It wasn’t very gracious, perhaps. And I know I’ve spent a good few years extolling the virtues of Norwich being an upright, socially responsible club. But seeing our manager being a not-particularly-good winner was much more fun than all those seasons of trying to be a good loser.
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“It seemed like a never-ending battle at one point but now we’re starting to see the fruits of our labour and we’re getting up that league now. There’s just one more team that we’ve got to try and chase.”
“He [Paul Lambert] didn’t really let it filter down to us. He obviously emphasised the importance of the three points though and we need to keep that run going now,” said Doherty.
“Today wasn’t difficult for me. I know what it’s like because I used to play up in Glasgow. It wasn’t about me but I knew what was going to happen with the crowd’s reaction. I’ve had it before.”
“The lads were brilliant, they really were – especially with everything going on. Considering the Colchester fans’ reaction, I thought they kept their heads, kept going and we were worthy winners.” TOM HAYLETT reports after a highly satisfying afternoon in north Essex.
“As I’ve said before he’s one of the best finishers I’ve seen for a long time,” Norwich boss Lambert said today. “He can shoot with both feet and I know he’s only 21 but I think he’s come back here from his loan spell and adapted really quickly.”
“I’m not going to be the most well-liked man in Colchester, that’s for sure,” said the City boss, sure to cop a fair bit of flak from the terraces tomorrow. “But this is a brilliant football club to be at,” he says ahead of tomorrow’s eagerly anticipated derby clash.
“Jon did really well for me and he moves on with our best wishes,” said Paul Lambert in a brief statement on the club’s official website. “Good luck to him.”
It’s not just the turnaround that has been remarkable – doesn’t that 7-1 defeat to Colchester seem an age ago? – it’s the speed at which Paul Lambert has transformed Norwich from a club in crisis into promotion favourites in a matter of months.
“I think the fans of the two clubs generally get on well and I don’t see there being any problems,” said Colchester United chairman Robbie Cowling ahead of Saturday’s potentially fiery affair.
“They have got quality centre forwards who are probably above this level and that’s why they are second in the league,” said Exeter City captain Matt Taylor.
Such an historic town, and good football club deserve better than to be represented by Cowling. Through nothing more than a bruised ego, he has decided to punish law-abiding football fans, and create enormous friction between the two set of fans.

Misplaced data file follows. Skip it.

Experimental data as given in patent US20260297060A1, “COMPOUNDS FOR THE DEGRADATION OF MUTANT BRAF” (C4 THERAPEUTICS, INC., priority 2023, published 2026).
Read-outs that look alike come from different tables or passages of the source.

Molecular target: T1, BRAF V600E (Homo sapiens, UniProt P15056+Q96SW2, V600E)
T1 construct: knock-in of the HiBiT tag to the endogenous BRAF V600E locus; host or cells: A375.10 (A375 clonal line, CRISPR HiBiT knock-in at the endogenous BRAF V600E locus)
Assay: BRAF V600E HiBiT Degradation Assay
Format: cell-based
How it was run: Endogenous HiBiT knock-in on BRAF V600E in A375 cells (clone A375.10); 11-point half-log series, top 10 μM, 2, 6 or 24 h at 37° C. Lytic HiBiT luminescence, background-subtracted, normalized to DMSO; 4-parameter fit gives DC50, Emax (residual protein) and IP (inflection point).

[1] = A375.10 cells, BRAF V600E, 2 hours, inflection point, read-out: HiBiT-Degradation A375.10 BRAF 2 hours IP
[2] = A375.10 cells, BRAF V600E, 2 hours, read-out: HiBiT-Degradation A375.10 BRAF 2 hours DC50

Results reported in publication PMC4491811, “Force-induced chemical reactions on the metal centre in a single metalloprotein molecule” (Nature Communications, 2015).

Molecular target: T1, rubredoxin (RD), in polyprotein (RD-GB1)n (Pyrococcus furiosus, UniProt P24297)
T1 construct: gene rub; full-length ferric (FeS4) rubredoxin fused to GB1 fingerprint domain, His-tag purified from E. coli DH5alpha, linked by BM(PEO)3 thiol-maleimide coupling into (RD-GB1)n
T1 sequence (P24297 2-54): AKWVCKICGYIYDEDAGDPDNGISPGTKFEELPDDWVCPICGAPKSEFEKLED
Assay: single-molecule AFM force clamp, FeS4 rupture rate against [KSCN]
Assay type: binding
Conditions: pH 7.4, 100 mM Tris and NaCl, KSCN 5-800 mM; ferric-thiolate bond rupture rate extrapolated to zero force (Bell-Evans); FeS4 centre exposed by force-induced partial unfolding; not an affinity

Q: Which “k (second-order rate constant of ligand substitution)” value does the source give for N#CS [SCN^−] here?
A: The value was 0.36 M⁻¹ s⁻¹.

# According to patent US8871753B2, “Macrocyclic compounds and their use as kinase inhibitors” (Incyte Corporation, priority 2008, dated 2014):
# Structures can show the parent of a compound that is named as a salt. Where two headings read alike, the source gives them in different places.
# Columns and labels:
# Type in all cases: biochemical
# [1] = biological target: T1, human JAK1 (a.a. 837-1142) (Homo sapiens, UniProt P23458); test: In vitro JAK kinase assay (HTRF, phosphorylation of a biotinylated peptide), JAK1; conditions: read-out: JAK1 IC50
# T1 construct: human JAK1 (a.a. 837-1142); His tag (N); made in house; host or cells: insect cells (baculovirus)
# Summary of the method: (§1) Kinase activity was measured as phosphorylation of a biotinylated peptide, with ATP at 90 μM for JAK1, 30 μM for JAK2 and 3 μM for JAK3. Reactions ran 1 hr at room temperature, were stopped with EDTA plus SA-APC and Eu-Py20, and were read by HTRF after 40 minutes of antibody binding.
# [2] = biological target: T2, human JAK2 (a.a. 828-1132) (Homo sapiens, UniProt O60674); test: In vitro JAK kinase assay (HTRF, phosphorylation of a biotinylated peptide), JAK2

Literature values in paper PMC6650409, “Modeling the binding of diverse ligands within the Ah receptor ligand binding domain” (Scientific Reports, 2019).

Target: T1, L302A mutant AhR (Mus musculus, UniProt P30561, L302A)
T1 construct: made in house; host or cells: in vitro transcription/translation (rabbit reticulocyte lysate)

When I talk to people involved in club takeovers, they say that Norwich City’s overall indebtedness remains the big problem. If you want to buy a football club, there are much better deals to be had. The frightening finances confirm that Peter Cullum was trying it on when he asked Delia Smith and Michael-Wynn Jones to give him the club just over two years ago.
“You’ve got to give the players credit – they kept going,” he said. “But we can’t play brilliant every single game. But it just goes to show you that there’s a bit of resilience there – a bit of a drive and a hunger to go out and win football matches.”
“As everyone knows Wes’ eye for a pass is up there with the best and Holt always seems to find himself the space to score,” said Lambert, who managed to survive the curse of the Manager of the Month award to keep Norwich driving onwards and upwards.
“They’ve been a little inconsistent and changed the team around a little bit but they’ll be hoping to go a run – starting against us. We need to put paid to that and continue the way we’ve been playing.”
Given my soft spot for hard feelings, I should really be savouring the ‘Week of Grudge’ we’ve got coming up with our games against Walsall and Colchester. But there’s something that doesn’t feel quite right about it. I think it’s because the grudges feel flimsy and ridiculous, even for me. There’s no real substance to them.
“Norwich is a massive club,” said new boy Zak Whitbread. “Growing up they were one of the top clubs in the country and they’ve got a great tradition and a great ground – which stills sells out 25,000 every week.”
“I love it here. There is a great rapport with people and this is a special place. The fans and the players, with what they’re doing, have been absolutely terrific so I’m not going anywhere.”
“I’m really impressed by his commitment to Norwich City and the way he goes about his business and I want him to be the manager to take this club forward.”